How An Ultralight Apple Headset Could Transform VR

More vision with less discomfort

Key Takeaways

  • Ultralight virtual reality headsets could be more comfortable and practical than current models, experts say. 
  • A rumored upcoming Apple VR headset could be lighter than an iPhone. 
  • For those who can’t wait for an Apple headset, the lightest headset available right now is the Dlodlo V1 VR headset, which weighs around 3.1 ounces.
Someone wearing mixed reality smartglasses touching transparent screen.
Westend61 / Getty Images

Experts say a new generation of ultralight virtual reality headsets could be far more comfortable and capable than current models. 

A rumored upcoming Apple VR headset could be lighter than an iPhone. The Apple iPhone 12 weighs in at 164 grams, compared to 503 grams for the popular Oculus Quest 2 VR rig. A new generation of headsets could bring the weight way down and pave the way for more applications. 

"You’ll want a VR headset to be light for the same reason you want traditional eyeglasses to be light—comfort," Jay Wright, the CEO of the virtual reality software company Campfire, said in an email interview. 

"Devices that are too heavy or that don’t balance the weight effectively will cause fatigue, pain, and frustration with prolonged use."

Big Picture, Little Weight

The upcoming Apple headset, which mixes virtual and augmented reality, could use a hybrid ultra-short focal length lens to keep its weight under 150 grams, according to a note by research analyst Ming-Chi Kuo. Kuo said the lenses would be made of plastic and that the headset will feature Micro-OLED displays. 

In previous reports, Kuo has said that the Apple headset will have a sophisticated eye-tracking system. The headset will be able to detect where the user is looking, if they are blinking, and include iris recognition that will automatically identify users. 

"Devices that are too heavy or that don’t balance the weight effectively will cause fatigue, pain, and frustration with prolonged use."

Bloomberg reports Apple's VR and mixed-reality headset could arrive next year. The headset is supposedly in the late prototype stage. But be prepared for sticker shock. Rumor is that Apple's VR headset could cost as much as $3,000.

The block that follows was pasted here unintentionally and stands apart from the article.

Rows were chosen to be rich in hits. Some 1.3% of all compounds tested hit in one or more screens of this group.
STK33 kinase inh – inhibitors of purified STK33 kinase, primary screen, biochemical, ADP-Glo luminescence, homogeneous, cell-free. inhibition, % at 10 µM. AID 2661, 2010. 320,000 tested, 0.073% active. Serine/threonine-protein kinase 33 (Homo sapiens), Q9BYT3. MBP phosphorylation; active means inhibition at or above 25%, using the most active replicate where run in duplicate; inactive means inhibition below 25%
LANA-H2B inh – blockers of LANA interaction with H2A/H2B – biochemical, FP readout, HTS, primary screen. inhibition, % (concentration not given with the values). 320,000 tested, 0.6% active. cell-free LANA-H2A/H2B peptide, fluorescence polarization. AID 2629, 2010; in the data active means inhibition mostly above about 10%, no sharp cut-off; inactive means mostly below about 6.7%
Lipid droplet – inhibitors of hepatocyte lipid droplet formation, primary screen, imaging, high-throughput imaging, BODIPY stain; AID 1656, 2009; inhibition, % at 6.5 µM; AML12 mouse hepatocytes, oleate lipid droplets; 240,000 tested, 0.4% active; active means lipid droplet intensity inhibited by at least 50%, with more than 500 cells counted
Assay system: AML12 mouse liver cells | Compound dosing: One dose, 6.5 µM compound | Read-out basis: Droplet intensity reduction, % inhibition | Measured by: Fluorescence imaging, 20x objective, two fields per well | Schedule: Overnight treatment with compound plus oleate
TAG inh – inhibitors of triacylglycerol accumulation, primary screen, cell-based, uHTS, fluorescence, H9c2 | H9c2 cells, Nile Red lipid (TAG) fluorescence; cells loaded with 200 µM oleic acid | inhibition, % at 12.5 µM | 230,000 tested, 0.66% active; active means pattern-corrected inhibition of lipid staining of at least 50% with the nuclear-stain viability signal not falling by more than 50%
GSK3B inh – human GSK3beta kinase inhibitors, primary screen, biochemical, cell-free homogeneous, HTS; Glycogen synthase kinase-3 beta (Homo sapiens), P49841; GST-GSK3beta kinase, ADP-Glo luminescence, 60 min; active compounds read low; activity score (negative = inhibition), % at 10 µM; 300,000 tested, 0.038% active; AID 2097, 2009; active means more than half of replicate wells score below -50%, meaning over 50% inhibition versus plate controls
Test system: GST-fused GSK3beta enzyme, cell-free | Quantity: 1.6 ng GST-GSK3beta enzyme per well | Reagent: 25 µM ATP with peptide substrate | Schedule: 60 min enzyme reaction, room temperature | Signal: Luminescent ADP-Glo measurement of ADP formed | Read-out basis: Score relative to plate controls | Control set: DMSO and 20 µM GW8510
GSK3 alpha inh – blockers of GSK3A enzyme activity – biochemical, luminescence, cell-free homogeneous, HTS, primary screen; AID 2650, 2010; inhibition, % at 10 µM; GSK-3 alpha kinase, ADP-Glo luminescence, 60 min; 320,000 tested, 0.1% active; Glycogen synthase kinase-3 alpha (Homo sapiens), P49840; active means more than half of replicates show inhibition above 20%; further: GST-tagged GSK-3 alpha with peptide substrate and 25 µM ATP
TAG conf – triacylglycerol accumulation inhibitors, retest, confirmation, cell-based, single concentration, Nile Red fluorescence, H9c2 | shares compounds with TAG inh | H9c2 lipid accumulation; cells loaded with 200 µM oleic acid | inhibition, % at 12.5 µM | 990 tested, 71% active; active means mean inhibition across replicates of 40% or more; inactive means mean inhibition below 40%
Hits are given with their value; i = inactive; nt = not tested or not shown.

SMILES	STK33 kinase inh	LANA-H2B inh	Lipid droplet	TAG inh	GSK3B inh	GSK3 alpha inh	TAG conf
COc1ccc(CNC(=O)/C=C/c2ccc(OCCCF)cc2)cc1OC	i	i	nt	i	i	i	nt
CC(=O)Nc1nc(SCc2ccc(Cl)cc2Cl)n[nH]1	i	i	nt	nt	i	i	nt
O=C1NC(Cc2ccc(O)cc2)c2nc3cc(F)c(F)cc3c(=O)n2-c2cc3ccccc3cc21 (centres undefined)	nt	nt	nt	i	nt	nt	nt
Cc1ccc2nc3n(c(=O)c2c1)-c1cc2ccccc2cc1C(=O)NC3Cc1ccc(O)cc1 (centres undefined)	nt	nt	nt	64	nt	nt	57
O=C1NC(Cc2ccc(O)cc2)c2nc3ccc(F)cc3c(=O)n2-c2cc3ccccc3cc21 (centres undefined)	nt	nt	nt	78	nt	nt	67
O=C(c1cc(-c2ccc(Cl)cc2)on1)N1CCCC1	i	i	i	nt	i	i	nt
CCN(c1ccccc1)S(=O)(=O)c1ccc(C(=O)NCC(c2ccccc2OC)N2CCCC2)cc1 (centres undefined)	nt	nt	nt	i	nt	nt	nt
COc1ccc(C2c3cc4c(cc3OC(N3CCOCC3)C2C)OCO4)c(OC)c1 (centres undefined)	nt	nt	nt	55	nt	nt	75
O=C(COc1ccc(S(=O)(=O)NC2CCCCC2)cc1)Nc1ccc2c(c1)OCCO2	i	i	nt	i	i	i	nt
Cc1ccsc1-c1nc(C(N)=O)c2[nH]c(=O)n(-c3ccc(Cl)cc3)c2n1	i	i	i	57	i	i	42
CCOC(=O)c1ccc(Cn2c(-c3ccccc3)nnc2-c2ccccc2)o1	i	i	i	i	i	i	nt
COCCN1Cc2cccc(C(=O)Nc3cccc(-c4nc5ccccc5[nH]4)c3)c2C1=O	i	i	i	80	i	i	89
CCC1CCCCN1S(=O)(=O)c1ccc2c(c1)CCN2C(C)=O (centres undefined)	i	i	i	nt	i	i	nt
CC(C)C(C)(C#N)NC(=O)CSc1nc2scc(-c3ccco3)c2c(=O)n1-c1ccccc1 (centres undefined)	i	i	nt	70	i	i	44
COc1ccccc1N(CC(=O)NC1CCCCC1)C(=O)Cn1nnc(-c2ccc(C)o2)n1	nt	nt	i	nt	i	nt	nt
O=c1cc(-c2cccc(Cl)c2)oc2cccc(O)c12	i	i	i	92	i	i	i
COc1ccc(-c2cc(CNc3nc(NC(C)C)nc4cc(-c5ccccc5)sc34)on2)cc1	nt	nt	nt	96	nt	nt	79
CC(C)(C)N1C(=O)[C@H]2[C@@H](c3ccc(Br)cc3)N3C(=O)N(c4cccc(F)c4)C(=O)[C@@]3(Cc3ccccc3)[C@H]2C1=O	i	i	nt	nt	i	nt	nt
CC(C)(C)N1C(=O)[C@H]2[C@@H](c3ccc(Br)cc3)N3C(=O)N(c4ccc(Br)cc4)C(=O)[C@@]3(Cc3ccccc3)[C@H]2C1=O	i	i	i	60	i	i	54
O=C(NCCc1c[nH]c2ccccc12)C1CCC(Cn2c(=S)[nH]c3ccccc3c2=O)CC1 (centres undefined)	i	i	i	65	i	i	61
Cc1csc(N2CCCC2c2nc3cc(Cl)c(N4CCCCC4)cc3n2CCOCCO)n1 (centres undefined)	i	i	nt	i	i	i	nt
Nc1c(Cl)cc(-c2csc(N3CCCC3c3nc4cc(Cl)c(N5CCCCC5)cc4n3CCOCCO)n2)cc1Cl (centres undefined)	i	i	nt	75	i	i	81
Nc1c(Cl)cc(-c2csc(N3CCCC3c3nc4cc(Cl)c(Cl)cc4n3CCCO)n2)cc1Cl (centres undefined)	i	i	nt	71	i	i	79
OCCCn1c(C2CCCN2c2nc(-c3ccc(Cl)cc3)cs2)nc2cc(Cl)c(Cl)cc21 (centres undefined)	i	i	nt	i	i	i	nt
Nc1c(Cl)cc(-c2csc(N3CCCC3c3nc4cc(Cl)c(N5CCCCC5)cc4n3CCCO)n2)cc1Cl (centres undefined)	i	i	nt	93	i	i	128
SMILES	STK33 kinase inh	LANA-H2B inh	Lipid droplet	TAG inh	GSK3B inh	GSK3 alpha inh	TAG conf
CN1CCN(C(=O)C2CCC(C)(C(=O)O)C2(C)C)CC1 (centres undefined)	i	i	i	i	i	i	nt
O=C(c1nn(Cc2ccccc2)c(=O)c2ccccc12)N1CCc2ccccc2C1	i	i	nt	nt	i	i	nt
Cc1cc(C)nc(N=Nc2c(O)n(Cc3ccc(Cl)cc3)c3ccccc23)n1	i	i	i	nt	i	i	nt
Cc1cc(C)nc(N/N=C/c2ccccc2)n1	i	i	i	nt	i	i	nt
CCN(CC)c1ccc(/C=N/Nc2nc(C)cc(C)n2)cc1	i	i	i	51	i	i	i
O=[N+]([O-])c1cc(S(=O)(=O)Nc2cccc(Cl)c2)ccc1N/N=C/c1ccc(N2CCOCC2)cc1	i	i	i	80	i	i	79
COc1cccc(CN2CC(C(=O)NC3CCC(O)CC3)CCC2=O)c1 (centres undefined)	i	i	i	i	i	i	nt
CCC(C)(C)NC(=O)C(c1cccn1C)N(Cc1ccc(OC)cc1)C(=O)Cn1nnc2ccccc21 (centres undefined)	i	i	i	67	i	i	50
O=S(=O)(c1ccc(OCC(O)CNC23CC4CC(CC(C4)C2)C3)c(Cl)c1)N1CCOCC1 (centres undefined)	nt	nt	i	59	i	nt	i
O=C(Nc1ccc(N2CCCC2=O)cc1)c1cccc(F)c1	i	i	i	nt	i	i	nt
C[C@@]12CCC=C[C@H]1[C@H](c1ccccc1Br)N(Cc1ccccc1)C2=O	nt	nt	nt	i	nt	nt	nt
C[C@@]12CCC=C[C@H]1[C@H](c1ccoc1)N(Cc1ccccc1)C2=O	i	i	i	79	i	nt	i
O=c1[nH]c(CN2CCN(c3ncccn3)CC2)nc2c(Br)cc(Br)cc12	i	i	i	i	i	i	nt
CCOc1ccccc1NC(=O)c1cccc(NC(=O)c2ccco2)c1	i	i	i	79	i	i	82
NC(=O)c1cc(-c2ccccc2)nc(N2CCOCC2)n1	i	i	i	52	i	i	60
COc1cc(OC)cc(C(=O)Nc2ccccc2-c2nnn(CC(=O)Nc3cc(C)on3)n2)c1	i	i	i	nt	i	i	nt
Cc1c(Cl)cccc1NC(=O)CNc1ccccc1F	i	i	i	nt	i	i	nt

For those who can’t wait for an Apple headset, the lightest headset available right now is the Dlobio V1 VR headset, which weighs in at around 3.1 ounces, noted technology advisor Rob Enderle

"As far as best, that's a little fluid at the moment, but that is probably the Varjo XR-3 Mixed Reality Headset," Enderle added. "It isn't that light, and it is far from inexpensive, but I'm not aware of any headset that outperforms it yet."

Wright recommends the currently available Oculus Quest 2. "It’s among the lightest and also arguably the best when you consider the quality and breadth of available consumer content," he said.

Apple isn’t the only manufacturer working on new VR headsets. New approaches to headset design will allow VR headsets to be lighter, less prone to causing VR sickness, and "will make us feel less disconnected from our surroundings," Wright said. 

The Future Looks Light

Future technologies could make VR even lighter. VR contact lenses are under development, but we need to refine wireless power to provide enough power safely and lighten and improve tiny displays, Enderle said.

Mojo Vision is working on smart contact lenses that offer augmented reality in which digital information overlays the real world. The company’s product, called Mojo Lens, includes an ultra power-efficient image sensor, Steve Sinclair, the company’s senior vice president of product and marketing, said in an email interview. 

Two mechanical engineers looking at a part diagram while wearing smart glasses.
Monty Rakusen / Getty Images

The lens also will have what the company claims is a world-record pixel pitch of over 14,000ppi and a pixel density of over 200Mppi, making it the smallest, densest display ever designed for dynamic content.

"Mojo Lens overlays images, symbols, and text on users’ natural field of vision without obstructing their view, restricting mobility or hindering social interactions," Sinclair said. "It can be controlled using your eye movement and gaze—to react to where you’re looking and what you’re looking at."

The company hasn’t announced a ship date for the Mojo Lens, which is still under development. But Sinclair said the technology could help the approximately 45 million people who wear contact lenses in the US. 

"In addition to being small and discreet enough to wear with other equipment and eyewear, Mojo Lens will provide a better field of view than smart glasses because the display built into our lens will project information wherever you are looking," he added.

"And the power required to run Mojo Lens will be significantly less than smart glasses, which means they can operate longer and be more useful throughout your day."

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